Olympic torch first time in Scotland

The Olympic torch has arrived in Scotland for the first time. It came off the ferry in Stranraer and thousands turned out to greet it.

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Buses to encourage people to marina

"It's a good leisure facility, people can stroll along here on a Sunday, and hopefully we'll begin to see the marina itself develop and more boats coming into the area.

"That brings people into the community, that might have not visited Stranraer and it actually allows them to bring in investment to spend in local shops and cafes."

– Councillor Colin Smyth, Chair of housing, planning and environment committee, Dumfries and Galloway Council

Buses to help Stranraer businesses

"If it makes people take the choice to go into Stranraer, rather than take some other mode of transport away from the ferry port, that's got to be attractive.

"It was a difficulty in the past, if we make it as easy and attractive as possible then people will want to go into Stranraer.

"They'll want to go for the railway station, and hopefully to spend some time and money in Stranraer as well."

– Keith Brown, Transport Minister for Scotland

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Local MP welcomes opening of Stranraer's West Pier

Dumfries and Galloway MP Russell Brown has welcomed the official opening of Stranraer's West Pier.

The refurbished Pier has been opened following a £650,000 investment by Dumfries and Galloway Council.

"Dumfries and Galloway council are to be congratulated on the work to bring this historic pier back into public use.

"There has been a lot of debate locally about what the projects in Stranraer the council should and shouldn't spend its limited resources on, but I believe the West Pier refurbishment has widespread community support.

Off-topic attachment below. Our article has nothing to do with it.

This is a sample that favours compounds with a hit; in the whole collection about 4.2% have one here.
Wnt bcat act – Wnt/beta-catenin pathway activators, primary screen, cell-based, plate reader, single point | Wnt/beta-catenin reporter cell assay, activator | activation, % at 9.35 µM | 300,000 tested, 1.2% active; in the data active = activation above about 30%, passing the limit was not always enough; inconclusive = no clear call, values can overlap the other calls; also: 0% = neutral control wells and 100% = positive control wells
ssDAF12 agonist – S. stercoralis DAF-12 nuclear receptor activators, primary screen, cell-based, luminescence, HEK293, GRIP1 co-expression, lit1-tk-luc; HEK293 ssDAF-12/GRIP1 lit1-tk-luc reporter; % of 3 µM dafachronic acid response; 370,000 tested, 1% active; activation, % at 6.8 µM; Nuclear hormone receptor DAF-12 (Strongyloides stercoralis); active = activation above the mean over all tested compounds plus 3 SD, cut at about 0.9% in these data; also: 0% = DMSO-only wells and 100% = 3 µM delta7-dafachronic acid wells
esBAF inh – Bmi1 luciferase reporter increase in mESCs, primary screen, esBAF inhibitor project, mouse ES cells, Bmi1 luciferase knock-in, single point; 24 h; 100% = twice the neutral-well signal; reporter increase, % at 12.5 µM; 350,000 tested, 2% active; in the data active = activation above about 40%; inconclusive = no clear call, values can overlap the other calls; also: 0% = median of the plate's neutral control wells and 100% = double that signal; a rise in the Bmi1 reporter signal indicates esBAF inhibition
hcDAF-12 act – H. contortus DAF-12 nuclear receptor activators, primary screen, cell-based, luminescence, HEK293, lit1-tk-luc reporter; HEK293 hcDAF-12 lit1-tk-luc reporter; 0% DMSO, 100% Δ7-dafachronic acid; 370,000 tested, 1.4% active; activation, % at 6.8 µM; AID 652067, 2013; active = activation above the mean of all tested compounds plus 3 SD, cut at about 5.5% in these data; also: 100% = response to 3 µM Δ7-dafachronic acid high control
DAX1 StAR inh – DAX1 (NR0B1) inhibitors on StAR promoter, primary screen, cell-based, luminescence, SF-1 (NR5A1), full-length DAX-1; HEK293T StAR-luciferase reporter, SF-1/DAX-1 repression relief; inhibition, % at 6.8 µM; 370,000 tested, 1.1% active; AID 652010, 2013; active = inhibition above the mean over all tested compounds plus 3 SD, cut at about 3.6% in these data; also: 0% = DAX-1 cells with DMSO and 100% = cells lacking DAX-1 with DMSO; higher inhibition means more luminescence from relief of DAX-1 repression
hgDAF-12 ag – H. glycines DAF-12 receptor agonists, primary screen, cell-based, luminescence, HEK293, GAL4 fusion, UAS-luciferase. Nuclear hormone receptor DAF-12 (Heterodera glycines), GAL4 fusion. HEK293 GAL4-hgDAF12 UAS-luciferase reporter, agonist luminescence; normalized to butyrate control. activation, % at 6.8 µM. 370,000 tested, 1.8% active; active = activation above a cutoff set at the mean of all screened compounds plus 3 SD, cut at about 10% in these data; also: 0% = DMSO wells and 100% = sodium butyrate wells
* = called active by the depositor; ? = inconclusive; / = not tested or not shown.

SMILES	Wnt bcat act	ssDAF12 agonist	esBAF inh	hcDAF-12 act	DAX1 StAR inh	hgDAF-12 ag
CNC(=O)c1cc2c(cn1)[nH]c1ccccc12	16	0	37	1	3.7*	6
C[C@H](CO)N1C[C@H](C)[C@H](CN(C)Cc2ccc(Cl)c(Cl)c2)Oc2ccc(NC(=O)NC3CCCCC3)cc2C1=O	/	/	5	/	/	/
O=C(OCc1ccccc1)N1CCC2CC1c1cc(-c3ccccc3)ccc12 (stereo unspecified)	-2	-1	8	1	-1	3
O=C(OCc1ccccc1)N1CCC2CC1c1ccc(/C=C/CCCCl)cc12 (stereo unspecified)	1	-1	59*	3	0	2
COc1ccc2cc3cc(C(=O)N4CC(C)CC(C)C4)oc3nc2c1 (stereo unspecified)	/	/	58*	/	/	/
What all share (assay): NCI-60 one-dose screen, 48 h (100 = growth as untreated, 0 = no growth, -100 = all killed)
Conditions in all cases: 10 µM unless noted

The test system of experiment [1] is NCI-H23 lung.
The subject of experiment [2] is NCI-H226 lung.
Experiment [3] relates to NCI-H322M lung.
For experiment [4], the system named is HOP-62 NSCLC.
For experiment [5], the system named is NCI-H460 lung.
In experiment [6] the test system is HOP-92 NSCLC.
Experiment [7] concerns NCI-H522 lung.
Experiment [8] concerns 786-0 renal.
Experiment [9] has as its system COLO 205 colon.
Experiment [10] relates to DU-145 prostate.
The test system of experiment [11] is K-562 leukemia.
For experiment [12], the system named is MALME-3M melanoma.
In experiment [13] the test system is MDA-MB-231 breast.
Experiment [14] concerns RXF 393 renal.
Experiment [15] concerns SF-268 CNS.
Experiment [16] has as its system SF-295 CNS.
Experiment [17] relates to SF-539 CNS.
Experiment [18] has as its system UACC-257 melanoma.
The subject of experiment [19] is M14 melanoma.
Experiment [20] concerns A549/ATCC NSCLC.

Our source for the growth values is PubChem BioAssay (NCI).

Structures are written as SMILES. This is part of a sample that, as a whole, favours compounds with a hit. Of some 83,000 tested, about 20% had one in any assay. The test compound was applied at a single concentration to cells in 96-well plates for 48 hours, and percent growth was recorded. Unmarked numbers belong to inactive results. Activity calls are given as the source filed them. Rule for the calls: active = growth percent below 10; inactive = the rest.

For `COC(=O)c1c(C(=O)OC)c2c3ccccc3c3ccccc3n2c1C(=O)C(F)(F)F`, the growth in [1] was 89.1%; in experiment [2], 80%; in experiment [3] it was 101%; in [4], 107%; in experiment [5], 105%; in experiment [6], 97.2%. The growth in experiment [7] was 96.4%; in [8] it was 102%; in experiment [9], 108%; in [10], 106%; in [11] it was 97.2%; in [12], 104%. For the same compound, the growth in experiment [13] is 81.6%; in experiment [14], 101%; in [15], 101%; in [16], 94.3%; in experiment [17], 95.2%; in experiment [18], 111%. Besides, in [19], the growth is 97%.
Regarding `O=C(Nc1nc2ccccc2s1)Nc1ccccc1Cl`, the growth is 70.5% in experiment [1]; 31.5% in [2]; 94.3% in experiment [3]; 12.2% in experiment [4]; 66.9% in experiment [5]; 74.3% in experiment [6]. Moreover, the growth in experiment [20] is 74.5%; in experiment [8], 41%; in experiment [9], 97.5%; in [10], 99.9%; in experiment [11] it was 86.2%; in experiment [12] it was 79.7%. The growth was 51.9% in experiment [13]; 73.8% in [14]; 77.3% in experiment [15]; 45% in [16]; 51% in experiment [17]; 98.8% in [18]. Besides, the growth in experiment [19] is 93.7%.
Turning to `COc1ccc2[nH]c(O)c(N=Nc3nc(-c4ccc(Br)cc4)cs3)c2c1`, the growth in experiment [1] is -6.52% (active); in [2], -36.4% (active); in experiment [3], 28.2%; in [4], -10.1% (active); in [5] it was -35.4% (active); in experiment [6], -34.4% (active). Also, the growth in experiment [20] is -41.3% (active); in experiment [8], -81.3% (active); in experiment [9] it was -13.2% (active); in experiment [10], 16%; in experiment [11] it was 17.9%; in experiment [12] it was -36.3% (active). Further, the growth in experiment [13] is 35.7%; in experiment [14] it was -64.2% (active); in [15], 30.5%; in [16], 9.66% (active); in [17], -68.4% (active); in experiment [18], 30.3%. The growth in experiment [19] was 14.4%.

"However, the real challenge now is the regeneration of the East Pier and the wider Waterfront.

"The council simply can't do that on its own. Scottish Government Ministers need to do more than simply turn up for a photocall on the Waterfront."

– Russell Brown MP, Dumfries and Galloway, Labour

Two other graves found on Stranraer farm

The GUARD Archaeology team unearthed an additional two empty cists at the farm in Stranraer.

The cists, which are ancient graves, indicated to the team that there was a possible attempt by the family of the young child to set aside graves near to the body.

The team also highlighted that stress indicators on the skeletal remains may have indicated a wider problem for the community at that time, perhaps a food shortage or onset of disease.

The report states that this implies that the community understood and planned an individual's burial practice well in advance of that person's death.

Child was malnourished at time of death

One of the team looking at the ancient pit Credit: GUARD Archaeology

Archaeological investigations carried out by a GUARD Archaeology team found that the child was malnourished at the time of death.

Warren Bailie and his team found that the skeletal remains belonged to a child aged between nine and twelve years old.

Tests carried out on the remains showed that the child suffered from malnutrition, indicated by dental enamel hypoplasia (DEH) and cribra orbitalia, both childhood stress indicators.

A radiocarbon date test placed the child's death in the early Bronze Age period.

One of the ancient pits Credit: GUARD Archaeology
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